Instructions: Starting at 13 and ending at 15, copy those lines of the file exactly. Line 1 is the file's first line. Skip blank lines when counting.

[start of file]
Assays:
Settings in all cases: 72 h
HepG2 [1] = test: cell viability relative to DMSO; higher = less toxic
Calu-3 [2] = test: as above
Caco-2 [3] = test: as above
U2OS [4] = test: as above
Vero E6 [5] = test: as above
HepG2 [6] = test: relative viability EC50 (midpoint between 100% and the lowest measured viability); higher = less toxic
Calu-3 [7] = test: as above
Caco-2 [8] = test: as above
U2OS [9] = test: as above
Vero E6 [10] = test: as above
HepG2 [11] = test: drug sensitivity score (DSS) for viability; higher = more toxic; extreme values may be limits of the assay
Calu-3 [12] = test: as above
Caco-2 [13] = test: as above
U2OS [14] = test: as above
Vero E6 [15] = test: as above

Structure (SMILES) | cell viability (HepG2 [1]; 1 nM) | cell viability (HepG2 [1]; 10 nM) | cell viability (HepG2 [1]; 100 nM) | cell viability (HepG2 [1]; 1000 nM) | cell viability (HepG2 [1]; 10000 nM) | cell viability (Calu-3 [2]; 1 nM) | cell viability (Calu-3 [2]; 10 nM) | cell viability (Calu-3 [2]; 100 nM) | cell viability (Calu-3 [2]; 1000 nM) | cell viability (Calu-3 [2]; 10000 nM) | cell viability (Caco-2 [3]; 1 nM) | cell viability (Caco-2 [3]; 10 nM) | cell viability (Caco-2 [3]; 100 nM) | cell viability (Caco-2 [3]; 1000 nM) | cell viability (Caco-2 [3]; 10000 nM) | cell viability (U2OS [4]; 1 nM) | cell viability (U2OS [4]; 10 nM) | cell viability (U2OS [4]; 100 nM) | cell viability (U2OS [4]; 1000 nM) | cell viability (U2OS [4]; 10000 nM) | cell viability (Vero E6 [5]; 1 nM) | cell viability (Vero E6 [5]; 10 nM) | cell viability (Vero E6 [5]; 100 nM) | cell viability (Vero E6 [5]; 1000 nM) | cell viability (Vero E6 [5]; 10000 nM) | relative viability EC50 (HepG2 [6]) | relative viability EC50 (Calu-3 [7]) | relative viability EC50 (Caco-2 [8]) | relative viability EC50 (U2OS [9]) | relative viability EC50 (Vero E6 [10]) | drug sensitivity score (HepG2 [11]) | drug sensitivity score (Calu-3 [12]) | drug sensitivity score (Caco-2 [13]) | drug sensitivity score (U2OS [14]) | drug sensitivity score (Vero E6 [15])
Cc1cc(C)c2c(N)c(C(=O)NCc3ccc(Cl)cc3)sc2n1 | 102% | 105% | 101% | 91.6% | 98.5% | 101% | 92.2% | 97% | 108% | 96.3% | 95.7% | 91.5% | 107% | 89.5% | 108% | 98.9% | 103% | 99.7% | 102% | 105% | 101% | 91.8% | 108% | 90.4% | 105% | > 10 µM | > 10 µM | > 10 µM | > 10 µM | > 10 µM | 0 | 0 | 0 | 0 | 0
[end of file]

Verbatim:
HepG2 [11] = test: drug sensitivity score (DSS) for viability; higher = more toxic; extreme values may be limits of the assay
Calu-3 [12] = test: as above
Caco-2 [13] = test: as above